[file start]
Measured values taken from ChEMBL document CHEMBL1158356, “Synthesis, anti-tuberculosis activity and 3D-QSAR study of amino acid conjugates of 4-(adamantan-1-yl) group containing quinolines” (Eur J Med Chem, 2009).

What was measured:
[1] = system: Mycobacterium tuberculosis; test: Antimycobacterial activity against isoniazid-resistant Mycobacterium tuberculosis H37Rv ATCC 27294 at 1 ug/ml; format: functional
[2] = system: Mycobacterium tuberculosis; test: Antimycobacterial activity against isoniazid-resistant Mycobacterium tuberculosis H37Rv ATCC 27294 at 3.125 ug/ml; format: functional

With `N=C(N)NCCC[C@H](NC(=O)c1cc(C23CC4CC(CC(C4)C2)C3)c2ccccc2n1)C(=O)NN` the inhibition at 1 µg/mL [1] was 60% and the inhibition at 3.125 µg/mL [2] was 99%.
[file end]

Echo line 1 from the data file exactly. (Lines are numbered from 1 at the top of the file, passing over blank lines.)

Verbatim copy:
Measured values taken from ChEMBL document CHEMBL1158356, “Synthesis, anti-tuberculosis activity and 3D-QSAR study of amino acid conjugates of 4-(adamantan-1-yl) group containing quinolines” (Eur J Med Chem, 2009).